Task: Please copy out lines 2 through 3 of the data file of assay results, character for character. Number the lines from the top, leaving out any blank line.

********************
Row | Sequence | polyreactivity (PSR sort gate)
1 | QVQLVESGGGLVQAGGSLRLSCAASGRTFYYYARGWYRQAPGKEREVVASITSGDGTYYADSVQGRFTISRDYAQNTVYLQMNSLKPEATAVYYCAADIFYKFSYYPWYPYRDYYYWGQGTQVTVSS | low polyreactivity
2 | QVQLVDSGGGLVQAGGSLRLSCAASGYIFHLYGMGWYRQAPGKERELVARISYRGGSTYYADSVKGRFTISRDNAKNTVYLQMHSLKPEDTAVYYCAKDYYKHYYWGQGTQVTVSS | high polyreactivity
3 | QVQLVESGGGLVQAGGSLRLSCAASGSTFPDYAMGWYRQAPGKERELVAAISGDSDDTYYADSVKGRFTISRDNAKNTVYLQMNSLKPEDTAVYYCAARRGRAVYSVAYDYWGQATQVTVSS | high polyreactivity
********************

1 | QVQLVESGGGLVQAGGSLRLSCAASGRTFYYYARGWYRQAPGKEREVVASITSGDGTYYADSVQGRFTISRDYAQNTVYLQMNSLKPEATAVYYCAADIFYKFSYYPWYPYRDYYYWGQGTQVTVSS | low polyreactivity
2 | QVQLVDSGGGLVQAGGSLRLSCAASGYIFHLYGMGWYRQAPGKERELVARISYRGGSTYYADSVKGRFTISRDNAKNTVYLQMHSLKPEDTAVYYCAKDYYKHYYWGQGTQVTVSS | high polyreactivity